If that is not working properly, it keeps feeding the fire fresh oxygen
Denver, Colorado (PRWEB) August 12, 2007
The owner of a local fire suppression system company that also specializes in hood cleaning services recently discovered a disturbing trend at several restaurants.
Out of 20 restaurants and other facilities inspected or serviced by APS-Hoods in June and July, 12 of them had link lines in the fire suppression systems that were clogged with grease or systems that had been put together poorly or didn't meet current codes, said Massoud Farazandeh, chief executive officer of American Professional Systems (APS-Hoods).
Hood plenums and ducts filled with grease are the most common, yet most easily preventable issues, Farazandeh said.
"The maintenance and inspection of fire suppression systems is much more regulated than hood cleaning," he said. "All cities require they be inspected every six months."
Hood cleaning is not as heavily regulated, however. But it's just as important, if not more important than the fire suppression system inspections, Farazandeh said.
"Hood, duct and fan cleaning on a regular basis done by a professional company is the cheapest, easiest and most practical way of preventing grease fires in the commercial kitchen," he said.
Because of this, hood cleaning services account for a large portion of Farazandeh's business. However, there still are too many restaurants out there with fire hazards in their kitchens due to failure to clean and maintain their hood systems, he said.
There are several common problems Farazandeh sees when he inspects fire suppression systems and hood systems. Often, the fusible link line conduits are full of grease. Grease in the conduits can prevent the system from setting off properly in the event of a fire.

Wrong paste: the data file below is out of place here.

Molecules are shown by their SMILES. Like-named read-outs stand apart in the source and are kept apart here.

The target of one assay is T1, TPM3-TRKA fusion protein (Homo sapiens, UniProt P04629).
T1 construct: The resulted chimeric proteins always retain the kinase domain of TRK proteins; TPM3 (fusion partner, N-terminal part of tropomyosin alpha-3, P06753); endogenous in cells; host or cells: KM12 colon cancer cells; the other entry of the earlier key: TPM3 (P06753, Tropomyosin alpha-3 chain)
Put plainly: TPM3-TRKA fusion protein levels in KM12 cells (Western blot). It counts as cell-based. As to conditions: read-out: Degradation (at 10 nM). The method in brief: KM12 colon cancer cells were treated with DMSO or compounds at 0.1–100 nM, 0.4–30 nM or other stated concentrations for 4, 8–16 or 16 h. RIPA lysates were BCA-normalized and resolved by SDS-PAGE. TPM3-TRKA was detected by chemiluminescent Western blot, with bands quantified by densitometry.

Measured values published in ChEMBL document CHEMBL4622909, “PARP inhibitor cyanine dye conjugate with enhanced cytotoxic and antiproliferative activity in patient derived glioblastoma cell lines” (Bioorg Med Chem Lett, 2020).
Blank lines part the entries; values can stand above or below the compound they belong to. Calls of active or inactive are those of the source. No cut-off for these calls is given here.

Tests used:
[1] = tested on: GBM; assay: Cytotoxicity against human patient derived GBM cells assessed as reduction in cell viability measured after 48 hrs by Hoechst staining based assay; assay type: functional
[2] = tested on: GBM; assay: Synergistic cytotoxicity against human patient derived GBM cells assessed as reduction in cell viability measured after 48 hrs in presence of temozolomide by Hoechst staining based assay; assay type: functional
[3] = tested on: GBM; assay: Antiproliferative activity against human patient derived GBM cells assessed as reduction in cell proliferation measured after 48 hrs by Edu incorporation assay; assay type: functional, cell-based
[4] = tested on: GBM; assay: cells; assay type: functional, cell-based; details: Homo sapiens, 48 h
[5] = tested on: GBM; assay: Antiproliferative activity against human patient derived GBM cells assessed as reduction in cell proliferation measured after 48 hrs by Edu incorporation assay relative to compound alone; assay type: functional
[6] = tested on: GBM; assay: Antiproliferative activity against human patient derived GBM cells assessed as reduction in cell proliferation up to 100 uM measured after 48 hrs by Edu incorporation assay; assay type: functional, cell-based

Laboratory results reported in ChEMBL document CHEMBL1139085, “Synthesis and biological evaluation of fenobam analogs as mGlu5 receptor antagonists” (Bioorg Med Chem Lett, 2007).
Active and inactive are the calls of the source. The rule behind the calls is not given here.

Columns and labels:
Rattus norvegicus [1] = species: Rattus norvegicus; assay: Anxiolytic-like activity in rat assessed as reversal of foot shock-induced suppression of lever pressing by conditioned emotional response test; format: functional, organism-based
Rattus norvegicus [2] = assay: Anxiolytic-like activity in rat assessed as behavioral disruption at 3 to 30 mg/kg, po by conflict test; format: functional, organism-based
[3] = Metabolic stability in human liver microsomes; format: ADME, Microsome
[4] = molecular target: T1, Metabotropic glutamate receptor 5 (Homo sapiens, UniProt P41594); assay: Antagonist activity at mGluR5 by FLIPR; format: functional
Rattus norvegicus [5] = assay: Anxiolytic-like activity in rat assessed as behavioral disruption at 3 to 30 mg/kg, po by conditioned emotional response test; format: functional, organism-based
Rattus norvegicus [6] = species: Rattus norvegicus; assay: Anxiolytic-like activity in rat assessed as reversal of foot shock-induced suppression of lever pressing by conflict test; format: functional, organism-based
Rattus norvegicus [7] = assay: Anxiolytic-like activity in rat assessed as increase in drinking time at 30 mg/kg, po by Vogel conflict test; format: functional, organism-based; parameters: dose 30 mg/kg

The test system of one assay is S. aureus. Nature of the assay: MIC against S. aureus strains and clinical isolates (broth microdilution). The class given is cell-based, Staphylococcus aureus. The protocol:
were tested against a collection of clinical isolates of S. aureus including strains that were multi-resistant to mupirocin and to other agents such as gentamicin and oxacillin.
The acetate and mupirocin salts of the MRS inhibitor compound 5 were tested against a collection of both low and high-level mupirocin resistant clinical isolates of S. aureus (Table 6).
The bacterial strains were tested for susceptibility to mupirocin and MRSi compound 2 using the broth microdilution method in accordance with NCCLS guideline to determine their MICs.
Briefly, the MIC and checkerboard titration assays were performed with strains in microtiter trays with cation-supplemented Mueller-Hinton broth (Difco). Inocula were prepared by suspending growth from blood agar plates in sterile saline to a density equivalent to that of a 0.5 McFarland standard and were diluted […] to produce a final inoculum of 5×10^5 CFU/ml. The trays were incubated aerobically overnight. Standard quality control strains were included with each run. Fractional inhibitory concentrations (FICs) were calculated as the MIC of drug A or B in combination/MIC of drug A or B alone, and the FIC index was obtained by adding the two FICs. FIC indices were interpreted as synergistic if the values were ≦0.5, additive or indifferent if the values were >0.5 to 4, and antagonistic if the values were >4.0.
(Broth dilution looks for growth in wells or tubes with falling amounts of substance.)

Another issue is when the cable doesn't travel properly to set off the system. The cable is connected to the fusible link line and it sets off the mechanical head system, which discharges fire suppression chemicals in the event of a fire, Farazandeh said.
Electrical interlocking that isn't in place also can prevent a fire suppression system from working properly. In case of fire, the electrical interlocking starts up the exhaust fan, shuts off the Makeup Air Unit and shuts off electrical appliances, outlets and lights in and under the hood. In some cases, the electrical interlocking shuts off the flow of gas.
"If that is not working properly, it keeps feeding the fire fresh oxygen," Farazandeh said.
Another common problem Farazandeh has seen lately is nozzle caps that are not on and nozzles that are full of grease. If the system goes off and the nozzles are clogged, the fire suppression chemical won't be discharged properly.
"We usually do one or two system recharges every month due to a fire that was caused by a build-up of grease," Farazandeh said, adding that common locations for this grease are in hoods and filters and in, on or around equipment.
Frazandeh recommends that restaurants contact a reputable fire suppression system company to perform routine hood cleaning services to prevent kitchen fires. If you would like to learn more about hood cleaning services and additional services APS-Hoods provides, please call (303) 639-9399. Or visit their web site: http://www.aps-hoods.com.
APS-Hoods is a full-service restaurant fire protection business that installs, services, repairs and performs routine inspections and cleaning for hood and fire suppression systems. Founded by Chief Executive Officer Massoud Farazandeh in 1989, APS-Hoods has grown into a national leader in hood cleaning and fire protection for restaurants and facilities. APS provides superior service, a quality guarantee and maintains a highly qualified and dependable staff. All crew members are professionally trained to comply with the National Fire Prevention Association Standards and state and local codes. APS-Hoods is fully insured and bonded. They are licensed in the mechanical and electrical fields, as well as fire protection contracting. APH-Hoods is affiliated with the National Fire Protection Agency and the Colorado Division of Fire Safety Fire Suppression Program.
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